A massive radio telescope for seeing the invisible

The Square Kilometre Array (SKA) telescope.

Distribution of gaz in two interacting galaxies. Picture combining optical (Hubble) and radio (ALMA) data. ©NRAO/ALMA/NASA/ESA/B.Saxton.
Distribution of gaz in two interacting galaxies. Picture combining optical (Hubble) and radio (ALMA) data. ©NRAO/ALMA/NASA/ESA/B.Saxton.

Radio astronomy is a subfield of astronomy that aims to detect and study celestial objects invisible to optical instruments – i.e., objects that are extremely cold or very far away and don’t emit much visible light. These objects make up most of the matter that’s out in space: gases, regions blocked by cosmic dust and objects billions of light-years away.

Radio astronomy is a highly promising field, but it comes with its fair share of hurdles. For instance, its instruments take up a huge amount of space. Radio signals are plentiful but often very weak; radio telescopes must have an extremely large collecting area to produce images with good resolution. The larger the collecting area, the higher the system’s sensitivity and the better the image resolution.

Now, Some of the universe’s greatest mysteries could soon be resolved by the Square Kilometre Array (SKA), a massive radio telescope that will be built in South Africa and Australia.

With the Square Kilometer Array (SKA) telescope, researchers would like to have the capacity to see matter and powers that have been undetectable up to this point. The SKA is a massive radio telescope that will traverse two locales: one in the Karoo betray in South Africa, and the other in the Murchison area of Western Australia. Researchers from sixteen nations up until now and around 100 research foundations, including EPFL, have collaborated for the undertaking.

 In this picture of the deep Universe, each dot is a galaxy. ©NRAO/B.Saxton from data provided by Condon, et al.
In this picture of the deep Universe, each dot is a galaxy. ©NRAO/B.Saxton from data provided by Condon, et al.

Jean-Paul Kneib, head of EPFL’s Laboratory of Astrophysics (LASTRO) said, “This will spawn a new era for our field. The SKA will give scientists unprecedented capabilities for studying the universe. While most telescopes, like the famous Hubble Space Telescope and the Very Large Telescope in Chile, use optical refraction and reflection, the SKA will capture radio waves.”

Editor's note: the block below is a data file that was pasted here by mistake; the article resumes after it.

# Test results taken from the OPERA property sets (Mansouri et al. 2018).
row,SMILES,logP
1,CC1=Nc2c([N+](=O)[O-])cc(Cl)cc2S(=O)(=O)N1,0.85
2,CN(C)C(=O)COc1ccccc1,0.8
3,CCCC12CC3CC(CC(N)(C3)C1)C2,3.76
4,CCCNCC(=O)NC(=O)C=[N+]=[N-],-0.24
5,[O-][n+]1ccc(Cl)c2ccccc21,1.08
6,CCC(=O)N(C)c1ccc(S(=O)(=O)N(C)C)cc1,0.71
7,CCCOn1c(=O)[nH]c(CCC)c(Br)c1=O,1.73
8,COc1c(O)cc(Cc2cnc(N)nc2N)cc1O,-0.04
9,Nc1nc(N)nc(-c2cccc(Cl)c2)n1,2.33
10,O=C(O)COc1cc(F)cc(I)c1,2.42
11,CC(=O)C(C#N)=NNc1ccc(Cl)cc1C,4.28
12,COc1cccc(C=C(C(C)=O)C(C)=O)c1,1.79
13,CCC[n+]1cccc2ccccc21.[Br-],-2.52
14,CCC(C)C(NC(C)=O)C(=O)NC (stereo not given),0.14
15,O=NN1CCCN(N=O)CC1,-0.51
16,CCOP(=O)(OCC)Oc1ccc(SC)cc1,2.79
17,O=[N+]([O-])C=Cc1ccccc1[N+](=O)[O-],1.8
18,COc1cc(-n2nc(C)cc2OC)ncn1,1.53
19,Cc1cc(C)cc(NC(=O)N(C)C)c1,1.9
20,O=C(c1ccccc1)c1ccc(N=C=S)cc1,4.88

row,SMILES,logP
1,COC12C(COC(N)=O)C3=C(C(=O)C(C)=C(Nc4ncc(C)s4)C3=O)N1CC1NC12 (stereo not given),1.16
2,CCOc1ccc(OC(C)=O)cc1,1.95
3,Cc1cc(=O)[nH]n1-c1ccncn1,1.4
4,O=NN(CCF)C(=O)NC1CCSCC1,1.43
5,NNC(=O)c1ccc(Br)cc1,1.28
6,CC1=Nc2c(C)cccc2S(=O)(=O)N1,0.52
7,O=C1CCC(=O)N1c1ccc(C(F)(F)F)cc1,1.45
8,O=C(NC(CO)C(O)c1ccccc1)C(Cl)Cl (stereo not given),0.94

“It won’t be the first radio telescope – there’s the one at Arecibo in Puerto Rico, for example – but it will be the biggest by far. It will have 3,000 dishes and one million antennas, enabling it to provide images of unparalleled precision.”

Frédéric Courbin, a scientist at LASTRO said, “We hope the SKA will take us all the way back to the time when galaxies didn’t yet exist. In fact, the project aims to solve one of the greatest mysteries in astrophysics: why is the universe’s expansion accelerating? The SKA’s exceptional performance should pave the way for scientists to answer that question by letting them observe how the first galaxies were formed and how hydrogen is distributed. Hydrogen – one of the most abundant elements in the cosmos – cannot be seen with conventional optical telescopes but “shines bright” with radio waves.”

Cassiopeia A, the remnant of a supernova explosion. ©NRAO/L.Rudnick, T.Delaney, J.Keohane & B.Koralesky, T.Rector.
Cassiopeia A, the remnant of a supernova explosion. ©NRAO/L.Rudnick, T.Delaney, J.Keohane & B.Koralesky, T.Rector.

The SKA employs the method called interferometry that combines the signals received at each antenna. That delivers images with the same resolution as could be obtained from a single dish with a diameter equal to the largest distance between any two of the antennas. The antennas will be located on two continents and some 3,000 km apart, resulting in a collecting surface of one square kilometer!

With that sort of a surface area, researchers can gather a great measure of information. A radio would need to work for two million years to communicate a similar measure of information that the SKA can accumulate in a solitary day. In any case, handling such huge measures of data hurls another huge test for the venture group.

Corbin said, “Not only do we have to come up with the right programs for reading and sorting the enormous volume of data, but we also have to develop specific algorithms for astrophysics applications.”

Yves Wiaux, who leads the BASP group said, “The SKA’s huge collecting area will let it capture extremely small, weak signals. But the data we collect from its various antennas will be highly fragmented. So we need to develop a system that can not only process those signals rapidly but also piece them together.”

Sixteen nations are now engaged with the task and it’s turning into a noteworthy global undertaking. So now it’s the ideal opportunity for Switzerland and its researchers to participate, contributing our significant aptitudes and learning – as we did when we turned out to be a piece of the European Southern Observatory (ESO) and the European Space Agency (ESA).